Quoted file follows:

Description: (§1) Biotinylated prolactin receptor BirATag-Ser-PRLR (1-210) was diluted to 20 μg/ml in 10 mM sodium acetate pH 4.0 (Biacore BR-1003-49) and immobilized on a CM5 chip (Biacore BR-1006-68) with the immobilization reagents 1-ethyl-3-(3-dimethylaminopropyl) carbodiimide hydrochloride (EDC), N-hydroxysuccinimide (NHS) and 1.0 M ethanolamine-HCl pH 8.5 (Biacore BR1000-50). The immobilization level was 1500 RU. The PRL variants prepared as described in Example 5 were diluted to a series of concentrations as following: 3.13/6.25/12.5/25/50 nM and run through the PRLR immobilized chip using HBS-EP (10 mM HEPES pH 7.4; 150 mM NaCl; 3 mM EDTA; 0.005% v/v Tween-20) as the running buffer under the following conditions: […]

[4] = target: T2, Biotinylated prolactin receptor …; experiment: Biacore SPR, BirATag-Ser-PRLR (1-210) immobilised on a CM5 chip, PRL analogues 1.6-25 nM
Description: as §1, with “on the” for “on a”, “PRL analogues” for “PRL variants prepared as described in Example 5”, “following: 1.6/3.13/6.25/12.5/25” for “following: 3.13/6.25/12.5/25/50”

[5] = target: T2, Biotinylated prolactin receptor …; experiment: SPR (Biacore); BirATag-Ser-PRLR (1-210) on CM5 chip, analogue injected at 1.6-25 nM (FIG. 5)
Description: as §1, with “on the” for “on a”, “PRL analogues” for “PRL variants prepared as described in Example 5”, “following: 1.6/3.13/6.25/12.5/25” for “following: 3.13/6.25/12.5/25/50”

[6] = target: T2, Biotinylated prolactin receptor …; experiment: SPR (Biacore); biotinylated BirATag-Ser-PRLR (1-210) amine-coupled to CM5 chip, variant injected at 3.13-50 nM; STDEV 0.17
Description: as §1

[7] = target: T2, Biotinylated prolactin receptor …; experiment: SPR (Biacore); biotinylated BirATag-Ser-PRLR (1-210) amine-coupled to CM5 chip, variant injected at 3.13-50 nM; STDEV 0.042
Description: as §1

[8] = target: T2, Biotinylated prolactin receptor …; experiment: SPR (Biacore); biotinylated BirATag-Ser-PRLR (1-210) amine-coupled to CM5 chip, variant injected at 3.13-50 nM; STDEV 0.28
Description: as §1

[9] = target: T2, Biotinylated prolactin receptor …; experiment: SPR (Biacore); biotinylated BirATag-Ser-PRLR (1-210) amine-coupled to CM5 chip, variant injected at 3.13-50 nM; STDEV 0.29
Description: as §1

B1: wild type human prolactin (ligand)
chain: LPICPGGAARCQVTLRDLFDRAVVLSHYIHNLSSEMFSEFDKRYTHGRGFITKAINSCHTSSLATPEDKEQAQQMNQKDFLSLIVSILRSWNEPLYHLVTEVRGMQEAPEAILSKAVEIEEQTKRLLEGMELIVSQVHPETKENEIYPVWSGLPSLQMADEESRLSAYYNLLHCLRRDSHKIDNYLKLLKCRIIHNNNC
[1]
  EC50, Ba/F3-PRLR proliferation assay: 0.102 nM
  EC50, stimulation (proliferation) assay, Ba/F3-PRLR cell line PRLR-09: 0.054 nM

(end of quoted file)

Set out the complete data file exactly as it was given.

Description: (§1) Biotinylated prolactin receptor BirATag-Ser-PRLR (1-210) was diluted to 20 μg/ml in 10 mM sodium acetate pH 4.0 (Biacore BR-1003-49) and immobilized on a CM5 chip (Biacore BR-1006-68) with the immobilization reagents 1-ethyl-3-(3-dimethylaminopropyl) carbodiimide hydrochloride (EDC), N-hydroxysuccinimide (NHS) and 1.0 M ethanolamine-HCl pH 8.5 (Biacore BR1000-50). The immobilization level was 1500 RU. The PRL variants prepared as described in Example 5 were diluted to a series of concentrations as following: 3.13/6.25/12.5/25/50 nM and run through the PRLR immobilized chip using HBS-EP (10 mM HEPES pH 7.4; 150 mM NaCl; 3 mM EDTA; 0.005% v/v Tween-20) as the running buffer under the following conditions: […]

[4] = target: T2, Biotinylated prolactin receptor …; experiment: Biacore SPR, BirATag-Ser-PRLR (1-210) immobilised on a CM5 chip, PRL analogues 1.6-25 nM
Description: as §1, with “on the” for “on a”, “PRL analogues” for “PRL variants prepared as described in Example 5”, “following: 1.6/3.13/6.25/12.5/25” for “following: 3.13/6.25/12.5/25/50”

[5] = target: T2, Biotinylated prolactin receptor …; experiment: SPR (Biacore); BirATag-Ser-PRLR (1-210) on CM5 chip, analogue injected at 1.6-25 nM (FIG. 5)
Description: as §1, with “on the” for “on a”, “PRL analogues” for “PRL variants prepared as described in Example 5”, “following: 1.6/3.13/6.25/12.5/25” for “following: 3.13/6.25/12.5/25/50”

[6] = target: T2, Biotinylated prolactin receptor …; experiment: SPR (Biacore); biotinylated BirATag-Ser-PRLR (1-210) amine-coupled to CM5 chip, variant injected at 3.13-50 nM; STDEV 0.17
Description: as §1

[7] = target: T2, Biotinylated prolactin receptor …; experiment: SPR (Biacore); biotinylated BirATag-Ser-PRLR (1-210) amine-coupled to CM5 chip, variant injected at 3.13-50 nM; STDEV 0.042
Description: as §1

[8] = target: T2, Biotinylated prolactin receptor …; experiment: SPR (Biacore); biotinylated BirATag-Ser-PRLR (1-210) amine-coupled to CM5 chip, variant injected at 3.13-50 nM; STDEV 0.28
Description: as §1

[9] = target: T2, Biotinylated prolactin receptor …; experiment: SPR (Biacore); biotinylated BirATag-Ser-PRLR (1-210) amine-coupled to CM5 chip, variant injected at 3.13-50 nM; STDEV 0.29
Description: as §1

B1: wild type human prolactin (ligand)
chain: LPICPGGAARCQVTLRDLFDRAVVLSHYIHNLSSEMFSEFDKRYTHGRGFITKAINSCHTSSLATPEDKEQAQQMNQKDFLSLIVSILRSWNEPLYHLVTEVRGMQEAPEAILSKAVEIEEQTKRLLEGMELIVSQVHPETKENEIYPVWSGLPSLQMADEESRLSAYYNLLHCLRRDSHKIDNYLKLLKCRIIHNNNC
[1]
  EC50, Ba/F3-PRLR proliferation assay: 0.102 nM
  EC50, stimulation (proliferation) assay, Ba/F3-PRLR cell line PRLR-09: 0.054 nM